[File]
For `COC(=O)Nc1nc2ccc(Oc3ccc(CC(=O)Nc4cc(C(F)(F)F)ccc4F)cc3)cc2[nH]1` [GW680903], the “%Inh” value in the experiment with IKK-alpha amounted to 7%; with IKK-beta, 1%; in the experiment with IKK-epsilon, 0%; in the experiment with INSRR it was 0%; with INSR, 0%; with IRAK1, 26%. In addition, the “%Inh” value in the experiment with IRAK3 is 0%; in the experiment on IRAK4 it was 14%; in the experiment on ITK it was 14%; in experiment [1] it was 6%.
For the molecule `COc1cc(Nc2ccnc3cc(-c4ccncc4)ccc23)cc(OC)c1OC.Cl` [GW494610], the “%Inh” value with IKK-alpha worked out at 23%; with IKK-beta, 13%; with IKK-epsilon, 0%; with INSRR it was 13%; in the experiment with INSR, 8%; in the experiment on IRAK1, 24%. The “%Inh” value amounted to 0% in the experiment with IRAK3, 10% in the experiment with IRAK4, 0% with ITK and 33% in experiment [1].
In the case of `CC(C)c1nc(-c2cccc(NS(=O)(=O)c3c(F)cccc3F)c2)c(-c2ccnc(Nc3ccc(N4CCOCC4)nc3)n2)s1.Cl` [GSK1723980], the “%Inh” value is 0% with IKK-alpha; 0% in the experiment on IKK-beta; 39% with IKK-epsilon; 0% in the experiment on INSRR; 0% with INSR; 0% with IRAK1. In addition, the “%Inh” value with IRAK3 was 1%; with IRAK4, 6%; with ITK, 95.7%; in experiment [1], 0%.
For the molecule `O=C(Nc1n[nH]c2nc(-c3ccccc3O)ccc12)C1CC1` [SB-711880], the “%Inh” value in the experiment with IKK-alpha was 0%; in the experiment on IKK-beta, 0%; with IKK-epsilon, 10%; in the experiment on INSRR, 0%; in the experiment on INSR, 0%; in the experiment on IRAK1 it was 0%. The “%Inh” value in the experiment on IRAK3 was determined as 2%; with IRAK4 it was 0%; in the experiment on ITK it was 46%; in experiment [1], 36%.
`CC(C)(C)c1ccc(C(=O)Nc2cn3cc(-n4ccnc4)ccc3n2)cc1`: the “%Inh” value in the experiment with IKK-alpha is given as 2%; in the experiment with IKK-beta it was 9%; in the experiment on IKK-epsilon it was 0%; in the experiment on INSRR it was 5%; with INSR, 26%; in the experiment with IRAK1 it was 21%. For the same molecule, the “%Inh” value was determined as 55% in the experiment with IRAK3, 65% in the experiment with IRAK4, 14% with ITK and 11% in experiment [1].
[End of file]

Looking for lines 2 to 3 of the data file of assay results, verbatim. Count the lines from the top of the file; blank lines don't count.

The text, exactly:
For the molecule `COc1cc(Nc2ccnc3cc(-c4ccncc4)ccc23)cc(OC)c1OC.Cl` [GW494610], the “%Inh” value with IKK-alpha worked out at 23%; with IKK-beta, 13%; with IKK-epsilon, 0%; with INSRR it was 13%; in the experiment with INSR, 8%; in the experiment on IRAK1, 24%. The “%Inh” value amounted to 0% in the experiment with IRAK3, 10% in the experiment with IRAK4, 0% with ITK and 33% in experiment [1].
In the case of `CC(C)c1nc(-c2cccc(NS(=O)(=O)c3c(F)cccc3F)c2)c(-c2ccnc(Nc3ccc(N4CCOCC4)nc3)n2)s1.Cl` [GSK1723980], the “%Inh” value is 0% with IKK-alpha; 0% in the experiment on IKK-beta; 39% with IKK-epsilon; 0% in the experiment on INSRR; 0% with INSR; 0% with IRAK1. In addition, the “%Inh” value with IRAK3 was 1%; with IRAK4, 6%; with ITK, 95.7%; in experiment [1], 0%.